Hong Kong's Young Find New Meaning in Tiananmen Vigil
By Kelvin Chan 5 June 2015
HONG KONG — Tens of thousands of Hong Kongers joined a candlelight vigil Thursday to mark the crushing of the 1989 student-led Tiananmen Square protests, an annual commemoration with new meaning for the city’s young after a year fighting Beijing.
For the first time in the vigil’s quarter-century history, some student groups didn’t take part and instead held their own memorials, a sign of an emerging rift between young and old over Hong Kong identity that took root during last year’s pro-democracy protests, known as Occupy Central.
The vigil is the only large-scale public commemoration of the victims on Chinese soil, and the Tiananmen events remain a taboo topic on the mainland. Hundreds and possibly thousands of unarmed protesters and onlookers were killed when tanks and soldiers entered central Beijing on June 3-4, 1989, to put down the student-led protests.
Organizers estimated 135,000 people turned out Thursday while police put the figure at 46,600.
“June 4 and Occupy Central are very similar,” said Otto Ng, a 19-year-old student who attended for the first time. Ng said he hadn’t known much about the events in Tiananmen Square but tried to learn more after last year’s Hong Kong protests erupted.
In both cases, “we are all students, and we are pushing for democracy and freedom,” he said.
Eva Leung, 16, also turned out for the first time.
“This evening’s vigil adds to our desire to have a genuine democratic system,” she said. Because of the Occupy Central protests, “I came to know what democracy is, and what was happening in Hong Kong. And it made me come to this evening’s vigil.”
The student-led movement caught the world’s attention last year when activists occupied city streets for 11 weeks to protest the Hong Kong government’s plans to screen all candidates in future elections for the territory’s top leader. The protests ended after the government ignored their demands.
As in previous years, Hong Kongers gathered in Victoria Park, holding candles aloft and calling for the Chinese government to overturn its stance that the Tiananmen Square protests were a counterrevolutionary riot.
Hong Kong became part of China in 1997 after a century and a half as a British colony but maintains freedom of speech and other civil liberties not seen on the mainland.
Vigil leaders laid a wreath at a makeshift memorial as the names of Tiananmen victims and their grieving parents were read out. Participants then bowed three times and observed a minute of silence.
This year, some in the crowd held up yellow umbrellas, which became a symbol of last year’s movement when protesters used them to deflect police pepper spray. The crowd also sang along to the movement’s unofficial anthem.
Organizers called on people to join a protest march to government headquarters on June 14 to rally against the government’s electoral reform package, which it plans to submit for lawmaker approval later this month. Local news reports have said more than 7,000 police will be deployed to deal with protesters.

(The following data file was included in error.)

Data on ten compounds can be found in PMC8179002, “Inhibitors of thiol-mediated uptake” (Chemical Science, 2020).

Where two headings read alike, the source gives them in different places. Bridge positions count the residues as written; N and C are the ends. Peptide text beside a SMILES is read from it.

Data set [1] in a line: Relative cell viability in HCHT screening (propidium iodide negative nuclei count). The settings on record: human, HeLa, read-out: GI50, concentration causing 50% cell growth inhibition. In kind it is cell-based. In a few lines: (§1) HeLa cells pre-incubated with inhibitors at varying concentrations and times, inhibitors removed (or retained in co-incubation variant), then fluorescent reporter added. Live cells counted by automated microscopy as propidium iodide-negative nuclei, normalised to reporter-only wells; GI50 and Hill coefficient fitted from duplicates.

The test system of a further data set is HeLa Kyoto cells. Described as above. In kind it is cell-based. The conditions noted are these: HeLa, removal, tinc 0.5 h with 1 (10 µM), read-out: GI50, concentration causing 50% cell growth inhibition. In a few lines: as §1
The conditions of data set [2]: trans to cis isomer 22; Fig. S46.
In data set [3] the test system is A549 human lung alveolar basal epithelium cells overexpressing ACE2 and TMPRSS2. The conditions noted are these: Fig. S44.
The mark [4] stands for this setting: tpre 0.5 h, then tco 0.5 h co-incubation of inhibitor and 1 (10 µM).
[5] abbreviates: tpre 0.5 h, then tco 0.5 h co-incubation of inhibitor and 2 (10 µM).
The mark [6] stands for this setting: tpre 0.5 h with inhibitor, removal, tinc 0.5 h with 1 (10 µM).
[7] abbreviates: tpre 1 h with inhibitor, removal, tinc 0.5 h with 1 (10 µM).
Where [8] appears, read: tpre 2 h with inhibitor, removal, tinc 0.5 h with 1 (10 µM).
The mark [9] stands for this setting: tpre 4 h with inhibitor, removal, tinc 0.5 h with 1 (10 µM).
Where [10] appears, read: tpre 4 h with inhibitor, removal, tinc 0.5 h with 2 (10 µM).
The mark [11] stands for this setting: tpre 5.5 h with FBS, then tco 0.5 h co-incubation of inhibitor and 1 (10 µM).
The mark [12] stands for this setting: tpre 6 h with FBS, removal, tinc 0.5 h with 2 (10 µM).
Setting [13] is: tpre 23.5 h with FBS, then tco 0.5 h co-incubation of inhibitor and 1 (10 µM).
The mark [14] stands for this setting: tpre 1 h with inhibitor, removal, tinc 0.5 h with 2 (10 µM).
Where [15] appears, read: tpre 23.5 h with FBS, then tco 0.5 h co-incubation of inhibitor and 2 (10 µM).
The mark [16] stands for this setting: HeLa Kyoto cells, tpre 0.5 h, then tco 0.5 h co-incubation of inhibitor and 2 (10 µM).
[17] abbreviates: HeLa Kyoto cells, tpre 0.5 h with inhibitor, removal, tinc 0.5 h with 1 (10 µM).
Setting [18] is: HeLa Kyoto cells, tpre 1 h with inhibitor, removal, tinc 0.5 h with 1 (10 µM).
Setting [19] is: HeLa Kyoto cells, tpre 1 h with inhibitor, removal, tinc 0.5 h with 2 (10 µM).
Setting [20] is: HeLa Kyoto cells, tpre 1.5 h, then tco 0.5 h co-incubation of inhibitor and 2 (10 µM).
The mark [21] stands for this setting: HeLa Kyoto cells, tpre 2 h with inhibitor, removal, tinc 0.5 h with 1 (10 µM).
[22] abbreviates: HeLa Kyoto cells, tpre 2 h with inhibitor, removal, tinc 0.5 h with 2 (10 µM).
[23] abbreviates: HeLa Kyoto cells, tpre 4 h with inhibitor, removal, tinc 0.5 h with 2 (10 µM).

Speakers stressed the need to continue fighting for democracy in China — one of the guiding principles of the vigil’s organizer, the Hong Kong Alliance in Support of Patriotic Democratic Movements in China, originally established to support the students protesting in Beijing. But this year there’s disagreement by some student groups, which have opted out of the vigil because they don’t feel the goal is realistic.
The Hong Kong Federation of Students, a coalition of universities that was one of the driving forces behind the Occupy protests, also opted not to take part. The group has been hit by turmoil over its leadership during the protests, and this year half of its eight university group members voted to leave.
Billy Fung, president of Hong Kong University’s student union, which was holding its own event on campus, said the group wants to focus on establishing genuine democracy in Hong Kong first.
“If we just go for one night every year to attend the vigil and chant about building a democratic China, then what you’re doing is just verbally supporting a cause, and you won’t help build a democratic China,” said Fung.
Elsewhere, radical “localist” group Civic Passion, known for its confrontational stance, planned to burn a Chinese Communist flag at its own rally.
The rival events reflect growing divisions in Hong Kong after the last year’s protests ended without a satisfactory resolution.
“Of course we have to fight for democracy in Hong Kong, but that doesn’t mean we don’t have to fight for democracy in China,” said 19-year-old university student Holly Yuen, who was attending the vigil. “I don’t think that these are two conflicting things.”
Fung said the Hong Kong protests reinforced the sense of a separate Hong Kong identity for young people, who he said now “will question if it is their responsibility to help establish the development of Chinese democracy.”
However, lawmaker Lee Cheuk-yan, who is secretary of the Hong Kong Alliance, said it’s impossible to keep it a separate issue.
“We must change China before China changes us,” he said.